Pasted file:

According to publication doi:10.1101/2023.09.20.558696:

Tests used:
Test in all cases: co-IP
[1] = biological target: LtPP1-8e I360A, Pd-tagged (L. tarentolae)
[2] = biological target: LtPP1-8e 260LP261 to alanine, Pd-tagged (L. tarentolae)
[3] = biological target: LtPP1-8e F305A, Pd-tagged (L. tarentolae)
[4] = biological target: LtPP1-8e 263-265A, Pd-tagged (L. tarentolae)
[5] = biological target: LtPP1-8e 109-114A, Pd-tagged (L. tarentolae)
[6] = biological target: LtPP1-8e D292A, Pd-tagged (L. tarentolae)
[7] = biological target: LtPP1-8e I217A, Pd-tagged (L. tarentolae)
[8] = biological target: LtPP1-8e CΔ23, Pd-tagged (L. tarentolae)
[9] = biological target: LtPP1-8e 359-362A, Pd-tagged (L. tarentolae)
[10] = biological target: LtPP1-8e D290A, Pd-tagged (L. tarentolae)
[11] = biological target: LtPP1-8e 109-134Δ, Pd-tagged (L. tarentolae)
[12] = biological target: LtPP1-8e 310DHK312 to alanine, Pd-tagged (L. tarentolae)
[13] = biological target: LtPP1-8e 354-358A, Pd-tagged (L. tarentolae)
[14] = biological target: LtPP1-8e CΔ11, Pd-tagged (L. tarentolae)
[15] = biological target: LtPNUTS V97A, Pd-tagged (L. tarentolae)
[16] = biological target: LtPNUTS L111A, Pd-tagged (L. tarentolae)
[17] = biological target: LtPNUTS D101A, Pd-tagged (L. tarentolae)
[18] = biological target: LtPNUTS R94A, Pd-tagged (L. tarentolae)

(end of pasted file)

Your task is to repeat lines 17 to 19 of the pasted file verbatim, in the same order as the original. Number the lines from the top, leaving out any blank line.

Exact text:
[14] = biological target: LtPP1-8e CΔ11, Pd-tagged (L. tarentolae)
[15] = biological target: LtPNUTS V97A, Pd-tagged (L. tarentolae)
[16] = biological target: LtPNUTS L111A, Pd-tagged (L. tarentolae)